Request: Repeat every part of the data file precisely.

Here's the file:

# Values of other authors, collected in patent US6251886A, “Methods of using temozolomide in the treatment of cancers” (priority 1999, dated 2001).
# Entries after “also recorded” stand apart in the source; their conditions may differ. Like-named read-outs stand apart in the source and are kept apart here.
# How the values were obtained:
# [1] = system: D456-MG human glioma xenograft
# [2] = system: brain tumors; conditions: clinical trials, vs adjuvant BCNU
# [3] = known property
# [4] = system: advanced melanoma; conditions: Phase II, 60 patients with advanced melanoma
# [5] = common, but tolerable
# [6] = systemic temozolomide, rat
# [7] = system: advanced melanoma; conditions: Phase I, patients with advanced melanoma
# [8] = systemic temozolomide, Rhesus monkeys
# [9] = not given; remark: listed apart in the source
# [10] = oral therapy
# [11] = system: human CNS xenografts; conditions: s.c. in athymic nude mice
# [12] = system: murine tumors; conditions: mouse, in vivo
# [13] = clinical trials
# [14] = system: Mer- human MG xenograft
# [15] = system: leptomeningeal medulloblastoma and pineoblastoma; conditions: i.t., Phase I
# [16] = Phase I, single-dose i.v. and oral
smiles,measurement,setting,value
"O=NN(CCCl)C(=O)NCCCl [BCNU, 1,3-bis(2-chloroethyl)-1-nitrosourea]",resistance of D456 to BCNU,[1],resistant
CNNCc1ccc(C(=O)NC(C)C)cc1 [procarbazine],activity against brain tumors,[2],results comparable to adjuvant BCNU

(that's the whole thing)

# Values of other authors, collected in patent US6251886A, “Methods of using temozolomide in the treatment of cancers” (priority 1999, dated 2001).
# Entries after “also recorded” stand apart in the source; their conditions may differ. Like-named read-outs stand apart in the source and are kept apart here.
# How the values were obtained:
# [1] = system: D456-MG human glioma xenograft
# [2] = system: brain tumors; conditions: clinical trials, vs adjuvant BCNU
# [3] = known property
# [4] = system: advanced melanoma; conditions: Phase II, 60 patients with advanced melanoma
# [5] = common, but tolerable
# [6] = systemic temozolomide, rat
# [7] = system: advanced melanoma; conditions: Phase I, patients with advanced melanoma
# [8] = systemic temozolomide, Rhesus monkeys
# [9] = not given; remark: listed apart in the source
# [10] = oral therapy
# [11] = system: human CNS xenografts; conditions: s.c. in athymic nude mice
# [12] = system: murine tumors; conditions: mouse, in vivo
# [13] = clinical trials
# [14] = system: Mer- human MG xenograft
# [15] = system: leptomeningeal medulloblastoma and pineoblastoma; conditions: i.t., Phase I
# [16] = Phase I, single-dose i.v. and oral
smiles,measurement,setting,value
"O=NN(CCCl)C(=O)NCCCl [BCNU, 1,3-bis(2-chloroethyl)-1-nitrosourea]",resistance of D456 to BCNU,[1],resistant
CNNCc1ccc(C(=O)NC(C)C)cc1 [procarbazine],activity against brain tumors,[2],results comparable to adjuvant BCNU